simple is beautiful
New York Daily Photo: The Day's Work
2 ... 2 ...

Monday, 27 October 2008

The Day's Work

As I wrote in Being Trumps Doing, when I leave my home on a beautiful day for a stroll in the city, I frequently have some small agenda. For the workaholic, this helps justify recreation, turning fun into something of a small task, in keeping with the Protestant work ethic of my New England background. After all, play is for children, not adults.
The problem with this approach to life is that a small agenda item, if planned for a later part of the day, can become a nagging irritant. And so it was on Sunday, when, after a few errands, I intended to take a walk to Tompkins Square Park and see what activities may be at hand and to procure some fruit from the small farmer's market there.
However, while walking down Broadway, I come across a block party - the barricaded street had Park Rangers, children's activities including rides on a shetland pony, re-enactments, cavalry horses, bales of hay, a Gatling gun and Hotchkiss gun - I had unknowingly stumbled upon the 150th birthday celebration of Theodore Roosevelt, 26th President of the United States. Unbeknownst to me, Roosevelt was born in a NYC brownstone at 28 East 20th Street in Manhattan. The home is now open to the public as a museum. It is a National Historic site and is administered by the National Park Service, U.S. Department of the Interior.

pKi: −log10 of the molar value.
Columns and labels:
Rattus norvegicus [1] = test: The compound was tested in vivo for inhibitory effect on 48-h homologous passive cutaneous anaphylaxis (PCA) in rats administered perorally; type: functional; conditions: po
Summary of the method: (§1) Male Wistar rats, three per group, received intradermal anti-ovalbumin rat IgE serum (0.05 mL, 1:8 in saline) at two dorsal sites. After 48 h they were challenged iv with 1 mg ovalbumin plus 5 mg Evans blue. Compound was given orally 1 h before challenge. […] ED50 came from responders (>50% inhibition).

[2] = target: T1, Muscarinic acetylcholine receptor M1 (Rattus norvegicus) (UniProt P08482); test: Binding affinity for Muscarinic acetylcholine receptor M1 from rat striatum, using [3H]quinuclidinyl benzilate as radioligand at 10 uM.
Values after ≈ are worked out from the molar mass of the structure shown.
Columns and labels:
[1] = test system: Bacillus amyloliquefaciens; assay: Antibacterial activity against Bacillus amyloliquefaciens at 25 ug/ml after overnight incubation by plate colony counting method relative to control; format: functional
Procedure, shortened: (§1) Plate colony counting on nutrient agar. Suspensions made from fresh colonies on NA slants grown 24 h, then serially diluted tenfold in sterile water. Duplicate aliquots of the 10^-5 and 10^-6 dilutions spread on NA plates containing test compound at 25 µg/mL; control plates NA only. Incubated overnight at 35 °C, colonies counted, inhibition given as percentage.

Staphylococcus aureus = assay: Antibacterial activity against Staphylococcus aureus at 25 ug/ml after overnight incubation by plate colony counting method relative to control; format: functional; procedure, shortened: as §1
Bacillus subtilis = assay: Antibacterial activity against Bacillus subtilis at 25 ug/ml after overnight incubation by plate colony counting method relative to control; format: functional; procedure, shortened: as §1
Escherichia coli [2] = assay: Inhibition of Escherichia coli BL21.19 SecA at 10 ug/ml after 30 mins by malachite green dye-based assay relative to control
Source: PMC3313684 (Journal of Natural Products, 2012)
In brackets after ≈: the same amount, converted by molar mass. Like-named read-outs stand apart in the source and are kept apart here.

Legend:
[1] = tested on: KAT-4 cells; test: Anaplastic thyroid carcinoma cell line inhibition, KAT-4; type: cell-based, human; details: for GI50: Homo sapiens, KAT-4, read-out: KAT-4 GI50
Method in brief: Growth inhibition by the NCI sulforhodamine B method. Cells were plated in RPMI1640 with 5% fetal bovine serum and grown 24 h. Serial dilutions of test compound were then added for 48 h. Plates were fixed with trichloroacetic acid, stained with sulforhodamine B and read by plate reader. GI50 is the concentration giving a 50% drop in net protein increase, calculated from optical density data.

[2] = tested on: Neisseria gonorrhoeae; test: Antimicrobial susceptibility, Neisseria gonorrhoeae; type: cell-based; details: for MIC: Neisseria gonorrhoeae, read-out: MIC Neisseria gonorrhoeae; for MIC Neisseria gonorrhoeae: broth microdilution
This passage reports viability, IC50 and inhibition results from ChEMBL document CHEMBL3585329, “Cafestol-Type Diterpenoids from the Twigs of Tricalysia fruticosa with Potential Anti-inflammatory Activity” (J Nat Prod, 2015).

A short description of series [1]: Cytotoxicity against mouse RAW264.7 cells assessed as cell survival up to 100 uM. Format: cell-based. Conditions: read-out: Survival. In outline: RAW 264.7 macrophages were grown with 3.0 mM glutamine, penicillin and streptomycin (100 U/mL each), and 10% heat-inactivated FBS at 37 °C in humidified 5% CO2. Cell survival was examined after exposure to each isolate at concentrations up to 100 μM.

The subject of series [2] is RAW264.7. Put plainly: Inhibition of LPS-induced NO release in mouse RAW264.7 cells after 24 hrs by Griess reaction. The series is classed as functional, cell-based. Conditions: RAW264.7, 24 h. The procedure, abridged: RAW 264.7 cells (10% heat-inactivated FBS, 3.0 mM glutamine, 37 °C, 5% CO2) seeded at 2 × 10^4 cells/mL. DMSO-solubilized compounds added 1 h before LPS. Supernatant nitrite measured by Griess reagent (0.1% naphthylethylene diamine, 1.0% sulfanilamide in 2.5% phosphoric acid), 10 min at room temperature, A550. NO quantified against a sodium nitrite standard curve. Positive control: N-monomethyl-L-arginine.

The home, typically not open on Sundays, was having a free open house as part of the celebration. This was a great opportunity for my first visit - visitors were allowed to roam the property at will. Typically, period rooms can only be seen via guided tour. The staff is quite accommodating. From their website we learn:

Not all Presidents were born in log cabins. One was actually born in a New York City brownstone! Visit the birthplace and boyhood home of Teddy Roosevelt and see what it was like to grow up in the "gilded age."

Forty percent of the furnishings are original. One that caught my eye was a beautiful original gas-illuminated lamp with panels known as a lithophanes. A lithophane is a translucent porcelain, etched or molded, with varying degrees of thickness. The result is a three-dimensional image which changes depending on the light source. It disappears and reappears when backlit or not. Typically credited to Baron Paul de Bourging in France, 1827, although evidence indicates that similar work was done in China one thousand years before in the Tang Dynasty.
A swing through Union Square provided other distractions - what appeared to be a Christian rock group and an assault by some variant on the Zombie Con which I witnessed last week - see here. It soon became clear that it had become too late for Tompkins Square Park. A shame in a way, because although it had been a great afternoon punctuated by a surprise landmark event, somehow I felt that the day's work had not really been done :)


Post a Comment